3Supreme Court in
State v. Florence.
One must determine whether, given the factsdisclosed in the record, it is fair and reasonable to require the respondent to go tohearing on the merits.
A statement of fact must be “capabl
e of being proved true or
test of probable case is whether the evidence worthy of consideration …
brings the charge
against the [defendant] within reasonable probability.” In other words,
a finding of probable cause must be supported by evidence with probative value.
II. Minn. Stat. § 211B.09
Minn. Stat. § 211B.09 provides, in part: An employee or official of the state or of a political subdivision may not use
official authority or influence to compel a person to … take part in political
activity.In order to allege a
violation of Minn. Stat. § 211B.09, the Complainantsmust put forward facts that would support finding the Respondent used his authority or
influence to “compel”
members of his staff to take part in a political activity. The
Merriam Webster Dictionary defines “compel” to mean “to drive or urge forcefully or irresistibly;” or “to cause to do or
occur by overwhelming pressure.”
Here, theComplainants allege that that
employees felt pressured to assist indisseminating the communications at issue. They offered no direct evidence of thatclaim. Rather, they assert that compulsion can necessarily be inferred from the fact thatSecretary Ritchie was their supervisor
a bald inference unaccompanied by anysupporting evidence. That bare inference is insufficient to raise a fact question or torequire the Respondent to meet this claim at a hearing. Even if it were sufficient, theRespondent presented sworn affidavit testimony that his office staff were not forced toparticipate in or disseminate the communications at issue. The ALJ therefore concludesthat the Complainants have failed to meet their burden of establishing probable casethat a violation of Minn. Stat. § 211B.09.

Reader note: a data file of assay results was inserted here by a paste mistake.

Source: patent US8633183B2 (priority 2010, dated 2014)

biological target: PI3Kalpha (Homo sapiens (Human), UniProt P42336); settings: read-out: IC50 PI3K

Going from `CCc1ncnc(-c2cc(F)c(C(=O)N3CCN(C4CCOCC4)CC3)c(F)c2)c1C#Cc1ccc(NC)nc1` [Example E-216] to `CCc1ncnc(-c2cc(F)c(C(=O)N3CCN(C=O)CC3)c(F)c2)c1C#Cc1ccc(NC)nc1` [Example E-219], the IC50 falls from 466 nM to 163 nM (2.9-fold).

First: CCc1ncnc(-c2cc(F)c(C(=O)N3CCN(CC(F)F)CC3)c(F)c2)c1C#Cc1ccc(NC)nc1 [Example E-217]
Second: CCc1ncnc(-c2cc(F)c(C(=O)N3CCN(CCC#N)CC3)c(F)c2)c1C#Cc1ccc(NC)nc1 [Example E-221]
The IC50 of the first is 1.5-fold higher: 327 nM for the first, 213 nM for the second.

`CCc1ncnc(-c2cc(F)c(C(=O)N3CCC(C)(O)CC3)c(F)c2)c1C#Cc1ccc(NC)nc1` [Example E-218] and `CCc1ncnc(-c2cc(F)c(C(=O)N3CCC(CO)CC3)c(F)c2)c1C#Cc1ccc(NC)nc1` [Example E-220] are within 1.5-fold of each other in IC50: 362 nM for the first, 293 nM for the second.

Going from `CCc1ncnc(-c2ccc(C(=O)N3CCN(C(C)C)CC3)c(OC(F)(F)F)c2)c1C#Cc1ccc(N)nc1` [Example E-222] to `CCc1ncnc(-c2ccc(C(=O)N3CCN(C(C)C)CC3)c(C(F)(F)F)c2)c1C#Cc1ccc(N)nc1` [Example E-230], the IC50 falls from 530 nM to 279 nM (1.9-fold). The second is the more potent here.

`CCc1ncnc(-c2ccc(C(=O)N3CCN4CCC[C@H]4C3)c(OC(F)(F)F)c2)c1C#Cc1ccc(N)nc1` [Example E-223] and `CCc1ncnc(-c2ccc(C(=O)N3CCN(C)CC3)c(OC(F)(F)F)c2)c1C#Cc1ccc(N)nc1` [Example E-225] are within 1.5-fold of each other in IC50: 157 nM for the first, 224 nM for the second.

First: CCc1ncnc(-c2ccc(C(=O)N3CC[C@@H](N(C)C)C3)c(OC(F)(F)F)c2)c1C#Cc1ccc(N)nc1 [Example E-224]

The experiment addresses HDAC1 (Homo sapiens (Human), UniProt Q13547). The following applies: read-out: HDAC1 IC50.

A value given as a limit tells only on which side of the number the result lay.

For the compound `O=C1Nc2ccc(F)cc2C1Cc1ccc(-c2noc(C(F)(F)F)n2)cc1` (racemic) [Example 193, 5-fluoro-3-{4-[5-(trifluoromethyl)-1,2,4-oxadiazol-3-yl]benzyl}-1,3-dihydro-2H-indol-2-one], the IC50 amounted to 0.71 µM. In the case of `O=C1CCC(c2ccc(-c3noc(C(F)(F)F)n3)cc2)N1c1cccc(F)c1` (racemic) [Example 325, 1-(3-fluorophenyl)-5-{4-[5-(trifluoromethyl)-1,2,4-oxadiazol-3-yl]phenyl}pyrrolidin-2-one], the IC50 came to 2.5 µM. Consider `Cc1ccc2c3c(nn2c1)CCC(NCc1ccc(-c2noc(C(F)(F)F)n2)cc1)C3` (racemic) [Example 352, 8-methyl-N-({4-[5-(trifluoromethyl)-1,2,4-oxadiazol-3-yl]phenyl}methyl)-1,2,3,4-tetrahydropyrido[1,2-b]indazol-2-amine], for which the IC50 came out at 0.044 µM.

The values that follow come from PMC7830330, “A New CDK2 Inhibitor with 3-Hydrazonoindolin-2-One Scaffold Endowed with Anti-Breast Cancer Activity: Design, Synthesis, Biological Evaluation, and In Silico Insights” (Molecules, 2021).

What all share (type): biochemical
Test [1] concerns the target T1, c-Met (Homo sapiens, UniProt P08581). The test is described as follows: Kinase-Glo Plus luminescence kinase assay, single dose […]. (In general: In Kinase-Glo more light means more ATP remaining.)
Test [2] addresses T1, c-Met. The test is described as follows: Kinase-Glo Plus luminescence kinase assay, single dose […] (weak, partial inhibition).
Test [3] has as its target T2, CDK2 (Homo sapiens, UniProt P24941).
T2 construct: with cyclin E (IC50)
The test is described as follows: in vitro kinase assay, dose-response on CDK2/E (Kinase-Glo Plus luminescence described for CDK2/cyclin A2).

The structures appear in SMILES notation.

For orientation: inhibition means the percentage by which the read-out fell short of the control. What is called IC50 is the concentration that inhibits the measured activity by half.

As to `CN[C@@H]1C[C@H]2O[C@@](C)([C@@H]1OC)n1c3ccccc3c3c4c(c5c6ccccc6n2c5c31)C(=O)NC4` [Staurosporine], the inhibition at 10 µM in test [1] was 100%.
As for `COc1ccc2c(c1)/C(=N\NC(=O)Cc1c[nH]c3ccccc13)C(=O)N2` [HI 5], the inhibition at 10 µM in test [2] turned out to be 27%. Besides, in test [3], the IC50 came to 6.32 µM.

III. Minn. Stat. § 211B.06
Minn. Stat. § 211B.06 prohibits intentional participation
in the preparation, dissemination, or broadcast of … campaign material
t to … the effect of a ballot question, that is designed or tendsto …promote or defeat a ballot question, that is false, and that the person
State v. Florence
, 239 N.W.2d 892 (Minn. 1976);
Black’s Law Dictionary 1219 (7
(defining “probable cause” as “[a] reasonable ground to suspect that a person has committed or iscommitting a crime.”).
State v. Florence
, 239 N.W.2d at 902.
. at 896.
Merriam Webster Online Dictionary (2012).
See Anderson v. Otto, et al
., OAH 15-0320-21579-CV (Oct. 1, 2010).